• Agree on non-exclusivity. The commercial agent in principle is entitled to commission or provision for any contract concluded during the agency, if it originates from his exclusive territory or customer range. However, a principal may be able to avoid these payments if it was agreed that the agent does not have geographic or customer exclusivity (Article 7:431 (1)C BW).
  • Make sure that an agent remains active. Also in case of argument. If an agent remains available for work but the principal refuses to make us of this availability, or to a far lesser extent than normally, the agent may be able to claim ‘normal’ commission or provision. This should be avoided by keeping the agent active, even in case of a termination dispute (Article 7:435 BW).
  • Redistribute commission on subsequent agents. The commericial agent in principle is entitled to commission for an agreement concluded after his agency contract, if that agent,  in short, contributed significantly to the order being placed. If the subsequent agent also contributed, it may be fairer to divide commission between both agents. This provides no net profit for the principal. However, paid out commission can be directed to the current agent, providing an incentive for future sales (Article 7:431 (3) BW).
  • Check if claims have not expired and are not lapsed. Most of the agent’s legal protection under Dutch law lapses or expires after 1 year. After that period, the commerical agent cannot enforce most claims anymore, unless he has interrupted the limitation period by relevant legal actions (Article 7:444 and 7:442 (3) BW).

Even the principal can sometimes claim damages

Aside from preventing claims being brought, the principal can sometimes turn things around and claim damages itself from its (former) agent. Usually, this is only possible in two instances where there is gross violations on the part of the agent:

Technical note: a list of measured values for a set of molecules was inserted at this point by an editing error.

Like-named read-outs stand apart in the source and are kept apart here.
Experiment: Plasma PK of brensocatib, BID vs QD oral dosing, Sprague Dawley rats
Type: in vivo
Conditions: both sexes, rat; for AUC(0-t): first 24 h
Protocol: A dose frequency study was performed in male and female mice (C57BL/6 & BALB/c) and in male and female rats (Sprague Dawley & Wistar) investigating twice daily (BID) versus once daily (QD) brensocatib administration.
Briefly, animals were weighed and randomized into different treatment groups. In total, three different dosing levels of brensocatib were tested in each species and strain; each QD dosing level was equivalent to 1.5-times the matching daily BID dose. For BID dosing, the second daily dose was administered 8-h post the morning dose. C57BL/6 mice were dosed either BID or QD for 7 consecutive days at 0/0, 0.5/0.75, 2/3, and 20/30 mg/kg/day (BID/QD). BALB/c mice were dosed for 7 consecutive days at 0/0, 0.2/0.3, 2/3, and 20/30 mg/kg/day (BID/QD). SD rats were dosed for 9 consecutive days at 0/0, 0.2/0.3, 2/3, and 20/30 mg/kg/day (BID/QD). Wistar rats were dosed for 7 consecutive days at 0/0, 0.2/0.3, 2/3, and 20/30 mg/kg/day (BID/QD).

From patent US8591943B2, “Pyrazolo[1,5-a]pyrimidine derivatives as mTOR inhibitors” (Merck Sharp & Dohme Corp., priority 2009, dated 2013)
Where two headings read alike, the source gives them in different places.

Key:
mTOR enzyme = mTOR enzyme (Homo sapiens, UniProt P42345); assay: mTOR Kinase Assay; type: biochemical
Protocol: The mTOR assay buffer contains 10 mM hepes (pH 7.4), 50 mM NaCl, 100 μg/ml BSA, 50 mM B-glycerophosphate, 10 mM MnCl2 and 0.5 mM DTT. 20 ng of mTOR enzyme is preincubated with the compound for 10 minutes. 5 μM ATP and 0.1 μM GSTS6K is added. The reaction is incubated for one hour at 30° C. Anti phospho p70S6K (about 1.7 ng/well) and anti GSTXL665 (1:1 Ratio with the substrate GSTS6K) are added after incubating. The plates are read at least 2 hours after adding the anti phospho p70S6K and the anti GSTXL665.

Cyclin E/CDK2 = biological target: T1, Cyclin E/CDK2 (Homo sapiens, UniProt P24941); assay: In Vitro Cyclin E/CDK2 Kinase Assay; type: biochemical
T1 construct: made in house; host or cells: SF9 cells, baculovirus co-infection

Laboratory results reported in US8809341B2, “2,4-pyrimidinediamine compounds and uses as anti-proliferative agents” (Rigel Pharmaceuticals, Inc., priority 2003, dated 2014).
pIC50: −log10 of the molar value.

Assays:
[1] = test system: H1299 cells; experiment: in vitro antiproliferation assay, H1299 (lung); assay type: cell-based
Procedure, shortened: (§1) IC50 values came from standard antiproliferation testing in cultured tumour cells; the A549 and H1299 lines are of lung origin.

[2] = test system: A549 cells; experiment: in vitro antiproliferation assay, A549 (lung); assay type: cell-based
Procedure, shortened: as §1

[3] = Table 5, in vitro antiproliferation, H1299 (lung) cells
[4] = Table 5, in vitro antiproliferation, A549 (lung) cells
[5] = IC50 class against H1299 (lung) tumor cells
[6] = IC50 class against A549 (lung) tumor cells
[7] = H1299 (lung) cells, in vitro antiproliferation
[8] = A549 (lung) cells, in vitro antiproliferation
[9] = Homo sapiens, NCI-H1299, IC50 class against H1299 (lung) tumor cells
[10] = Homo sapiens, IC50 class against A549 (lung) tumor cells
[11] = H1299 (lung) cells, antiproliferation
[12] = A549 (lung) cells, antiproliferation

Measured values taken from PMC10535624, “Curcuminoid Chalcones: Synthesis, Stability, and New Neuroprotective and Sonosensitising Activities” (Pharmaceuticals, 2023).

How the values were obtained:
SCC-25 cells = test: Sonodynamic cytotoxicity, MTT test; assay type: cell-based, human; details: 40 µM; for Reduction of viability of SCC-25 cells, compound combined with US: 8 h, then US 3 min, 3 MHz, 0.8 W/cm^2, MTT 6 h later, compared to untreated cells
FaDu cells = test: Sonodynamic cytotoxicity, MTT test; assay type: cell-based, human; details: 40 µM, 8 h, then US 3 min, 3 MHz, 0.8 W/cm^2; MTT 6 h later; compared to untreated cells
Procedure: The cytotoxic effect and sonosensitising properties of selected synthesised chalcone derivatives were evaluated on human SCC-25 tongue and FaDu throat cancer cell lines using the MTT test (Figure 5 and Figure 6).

• An agent who terminates a commercial agency contract (1) prematurely, or (2) without respecting the relevant notice period, and (3) without the principal’s consent, may become liable for damages. However, if the agent has a compelling reason for termination, and immediately communicated this reason to the principal, he may avoid becoming liable (Article 7:439 (1) BW).
  • An agent who, based on his behaviour, forces the principal to terminate a commercial agency contract for ‘compelling reasons’, may also become liable for damages. In this regard, ‘compelling reasons’ should be understood to be circumstances of such a nature that it cannot reasonably be expected from the terminating party to continue the contract any longer, even if only temporarily (Article 7:439 (2) BW).

If one of these situations occurs, the law provides two options for the principal to claim damages from its (former) agent. Full compensation (Article 7:441 (3) CC) or liquidated damages (Article 7:441 (1) BW). The latter is conveniently fixed. It comprises compensation that should have been paid out, in case a hypothetical notice period is observed, during the remainder of the contract. With regards to a commercial agency contract of 6 years, for example, the fixed damages are likely to include 6 months worth of commission and other remuneration.

Check out our other contributions on terminating agency under Dutch law

Any questions?

Please contact Adriaan Buyserd, one of our specialised agency lawyers in the Netherlands (LinkedIn).